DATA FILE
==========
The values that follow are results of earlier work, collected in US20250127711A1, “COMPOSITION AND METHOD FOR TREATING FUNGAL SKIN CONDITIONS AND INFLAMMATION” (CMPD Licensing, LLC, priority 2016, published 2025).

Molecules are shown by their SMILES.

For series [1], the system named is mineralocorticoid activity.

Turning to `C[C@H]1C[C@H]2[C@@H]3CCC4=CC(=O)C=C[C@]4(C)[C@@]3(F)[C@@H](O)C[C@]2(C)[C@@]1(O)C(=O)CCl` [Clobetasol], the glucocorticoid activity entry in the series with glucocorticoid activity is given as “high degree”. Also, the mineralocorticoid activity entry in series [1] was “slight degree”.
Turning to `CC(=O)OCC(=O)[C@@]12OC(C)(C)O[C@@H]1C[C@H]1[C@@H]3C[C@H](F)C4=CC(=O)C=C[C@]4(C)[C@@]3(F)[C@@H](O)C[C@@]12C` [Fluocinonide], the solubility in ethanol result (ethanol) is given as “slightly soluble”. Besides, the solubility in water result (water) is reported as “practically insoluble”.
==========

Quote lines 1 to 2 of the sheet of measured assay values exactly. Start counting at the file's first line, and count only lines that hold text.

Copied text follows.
The values that follow are results of earlier work, collected in US20250127711A1, “COMPOSITION AND METHOD FOR TREATING FUNGAL SKIN CONDITIONS AND INFLAMMATION” (CMPD Licensing, LLC, priority 2016, published 2025).

Molecules are shown by their SMILES.